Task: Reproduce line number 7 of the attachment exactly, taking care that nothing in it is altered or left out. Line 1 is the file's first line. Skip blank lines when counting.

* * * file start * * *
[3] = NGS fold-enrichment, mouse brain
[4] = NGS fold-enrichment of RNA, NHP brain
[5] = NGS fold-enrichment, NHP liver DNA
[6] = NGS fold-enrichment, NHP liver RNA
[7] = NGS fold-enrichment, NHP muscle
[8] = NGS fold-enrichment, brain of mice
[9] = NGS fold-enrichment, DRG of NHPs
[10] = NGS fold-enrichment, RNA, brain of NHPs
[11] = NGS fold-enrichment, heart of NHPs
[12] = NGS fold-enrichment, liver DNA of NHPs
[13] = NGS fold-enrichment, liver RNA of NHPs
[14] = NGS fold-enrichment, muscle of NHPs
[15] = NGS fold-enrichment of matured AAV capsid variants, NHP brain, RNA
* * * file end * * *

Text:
[9] = NGS fold-enrichment, DRG of NHPs